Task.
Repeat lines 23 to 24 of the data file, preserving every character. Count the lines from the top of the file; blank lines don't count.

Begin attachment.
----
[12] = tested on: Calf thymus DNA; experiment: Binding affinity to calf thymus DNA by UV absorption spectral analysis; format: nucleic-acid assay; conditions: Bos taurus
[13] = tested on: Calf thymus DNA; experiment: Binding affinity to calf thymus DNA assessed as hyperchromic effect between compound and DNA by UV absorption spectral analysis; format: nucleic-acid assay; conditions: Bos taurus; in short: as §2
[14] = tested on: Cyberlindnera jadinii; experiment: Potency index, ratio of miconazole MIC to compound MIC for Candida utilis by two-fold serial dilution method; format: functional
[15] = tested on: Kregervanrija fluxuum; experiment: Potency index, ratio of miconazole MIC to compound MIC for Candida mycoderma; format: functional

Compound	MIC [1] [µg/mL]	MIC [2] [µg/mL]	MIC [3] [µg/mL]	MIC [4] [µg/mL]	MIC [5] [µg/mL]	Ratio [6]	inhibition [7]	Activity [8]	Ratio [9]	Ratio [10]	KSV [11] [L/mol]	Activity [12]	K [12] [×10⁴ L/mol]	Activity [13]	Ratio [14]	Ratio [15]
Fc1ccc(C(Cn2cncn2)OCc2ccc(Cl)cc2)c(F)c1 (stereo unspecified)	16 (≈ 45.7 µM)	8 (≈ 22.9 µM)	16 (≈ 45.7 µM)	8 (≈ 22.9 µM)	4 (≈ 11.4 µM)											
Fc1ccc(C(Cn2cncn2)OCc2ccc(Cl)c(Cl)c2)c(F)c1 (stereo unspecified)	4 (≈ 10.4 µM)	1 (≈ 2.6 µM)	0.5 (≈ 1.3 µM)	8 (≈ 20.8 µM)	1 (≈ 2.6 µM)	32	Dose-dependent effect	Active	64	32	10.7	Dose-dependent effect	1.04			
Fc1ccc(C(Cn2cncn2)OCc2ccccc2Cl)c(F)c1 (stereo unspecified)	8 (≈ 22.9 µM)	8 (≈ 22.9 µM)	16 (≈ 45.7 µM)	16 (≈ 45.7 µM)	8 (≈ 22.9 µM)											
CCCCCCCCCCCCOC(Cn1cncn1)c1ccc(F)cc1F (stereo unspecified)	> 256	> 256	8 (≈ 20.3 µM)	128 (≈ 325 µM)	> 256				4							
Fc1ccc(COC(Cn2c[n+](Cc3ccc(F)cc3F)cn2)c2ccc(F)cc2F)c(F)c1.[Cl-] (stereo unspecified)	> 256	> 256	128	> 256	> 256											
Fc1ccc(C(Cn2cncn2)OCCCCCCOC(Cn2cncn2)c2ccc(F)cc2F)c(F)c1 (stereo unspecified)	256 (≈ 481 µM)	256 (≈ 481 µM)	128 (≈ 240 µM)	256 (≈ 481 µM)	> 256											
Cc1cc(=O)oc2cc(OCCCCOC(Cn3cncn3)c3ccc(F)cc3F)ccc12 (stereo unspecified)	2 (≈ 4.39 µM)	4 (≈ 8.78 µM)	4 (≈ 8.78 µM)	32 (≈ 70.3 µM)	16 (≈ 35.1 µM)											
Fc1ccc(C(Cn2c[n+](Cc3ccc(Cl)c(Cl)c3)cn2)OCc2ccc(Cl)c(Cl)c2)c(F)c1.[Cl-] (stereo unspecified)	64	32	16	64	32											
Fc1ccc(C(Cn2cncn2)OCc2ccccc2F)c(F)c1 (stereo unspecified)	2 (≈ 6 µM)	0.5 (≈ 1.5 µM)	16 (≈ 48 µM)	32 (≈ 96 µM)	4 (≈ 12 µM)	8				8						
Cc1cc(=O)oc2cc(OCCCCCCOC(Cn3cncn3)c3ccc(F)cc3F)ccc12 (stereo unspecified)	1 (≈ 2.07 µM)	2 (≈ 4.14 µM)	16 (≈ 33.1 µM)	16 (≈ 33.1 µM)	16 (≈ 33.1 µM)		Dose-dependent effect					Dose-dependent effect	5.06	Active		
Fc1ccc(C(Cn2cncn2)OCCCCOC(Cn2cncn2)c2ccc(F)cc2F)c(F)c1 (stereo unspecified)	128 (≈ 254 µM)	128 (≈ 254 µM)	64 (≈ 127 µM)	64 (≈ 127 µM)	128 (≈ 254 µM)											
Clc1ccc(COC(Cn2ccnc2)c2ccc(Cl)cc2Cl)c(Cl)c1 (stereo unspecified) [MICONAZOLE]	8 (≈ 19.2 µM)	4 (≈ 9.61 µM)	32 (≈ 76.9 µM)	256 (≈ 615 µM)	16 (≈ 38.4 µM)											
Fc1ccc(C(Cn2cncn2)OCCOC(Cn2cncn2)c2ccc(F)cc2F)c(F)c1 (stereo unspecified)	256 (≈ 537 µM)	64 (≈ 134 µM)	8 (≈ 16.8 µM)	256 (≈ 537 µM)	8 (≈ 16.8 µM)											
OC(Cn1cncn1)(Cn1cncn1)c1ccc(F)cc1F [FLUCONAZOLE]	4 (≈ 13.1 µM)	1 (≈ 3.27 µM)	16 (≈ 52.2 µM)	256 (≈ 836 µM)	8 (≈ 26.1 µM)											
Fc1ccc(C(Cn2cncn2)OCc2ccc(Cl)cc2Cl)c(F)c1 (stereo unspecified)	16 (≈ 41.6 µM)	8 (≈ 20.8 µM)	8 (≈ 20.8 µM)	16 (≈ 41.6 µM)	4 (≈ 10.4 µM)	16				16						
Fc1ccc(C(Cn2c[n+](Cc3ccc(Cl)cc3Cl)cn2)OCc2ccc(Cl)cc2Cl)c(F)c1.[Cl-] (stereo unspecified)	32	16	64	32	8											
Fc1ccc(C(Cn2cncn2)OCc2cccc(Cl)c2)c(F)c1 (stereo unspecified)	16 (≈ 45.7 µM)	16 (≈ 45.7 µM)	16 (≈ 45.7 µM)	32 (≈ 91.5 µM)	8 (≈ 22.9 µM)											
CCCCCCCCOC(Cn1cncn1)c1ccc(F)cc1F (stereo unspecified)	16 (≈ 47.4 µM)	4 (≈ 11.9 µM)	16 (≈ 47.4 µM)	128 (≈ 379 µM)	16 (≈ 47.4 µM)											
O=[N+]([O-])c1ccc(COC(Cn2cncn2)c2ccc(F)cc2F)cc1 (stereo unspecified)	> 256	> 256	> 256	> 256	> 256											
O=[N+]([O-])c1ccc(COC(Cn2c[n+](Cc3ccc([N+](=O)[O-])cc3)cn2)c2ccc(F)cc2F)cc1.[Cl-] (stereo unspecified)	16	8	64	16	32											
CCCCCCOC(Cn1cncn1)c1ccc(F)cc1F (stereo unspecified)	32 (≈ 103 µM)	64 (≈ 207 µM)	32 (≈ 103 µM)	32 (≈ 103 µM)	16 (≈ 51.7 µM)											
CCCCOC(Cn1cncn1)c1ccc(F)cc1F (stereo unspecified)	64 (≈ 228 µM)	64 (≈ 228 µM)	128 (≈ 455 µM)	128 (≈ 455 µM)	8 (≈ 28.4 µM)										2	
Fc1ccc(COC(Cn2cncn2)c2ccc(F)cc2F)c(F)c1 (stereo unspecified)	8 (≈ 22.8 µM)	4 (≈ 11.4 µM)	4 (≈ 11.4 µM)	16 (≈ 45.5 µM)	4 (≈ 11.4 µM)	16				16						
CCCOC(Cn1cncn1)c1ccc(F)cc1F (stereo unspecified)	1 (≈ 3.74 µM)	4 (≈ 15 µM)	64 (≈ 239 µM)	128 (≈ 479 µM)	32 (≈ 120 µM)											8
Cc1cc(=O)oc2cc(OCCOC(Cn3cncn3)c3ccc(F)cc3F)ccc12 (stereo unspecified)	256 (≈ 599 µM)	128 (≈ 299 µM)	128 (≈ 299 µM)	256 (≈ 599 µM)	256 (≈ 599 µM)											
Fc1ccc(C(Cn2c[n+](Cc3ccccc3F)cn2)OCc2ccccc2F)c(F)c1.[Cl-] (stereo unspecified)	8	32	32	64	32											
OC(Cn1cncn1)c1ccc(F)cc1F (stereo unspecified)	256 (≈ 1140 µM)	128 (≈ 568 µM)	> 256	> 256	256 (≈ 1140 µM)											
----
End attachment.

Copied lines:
CCCCCCCCOC(Cn1cncn1)c1ccc(F)cc1F (stereo unspecified)	16 (≈ 47.4 µM)	4 (≈ 11.9 µM)	16 (≈ 47.4 µM)	128 (≈ 379 µM)	16 (≈ 47.4 µM)											
O=[N+]([O-])c1ccc(COC(Cn2cncn2)c2ccc(F)cc2F)cc1 (stereo unspecified)	> 256	> 256	> 256	> 256	> 256											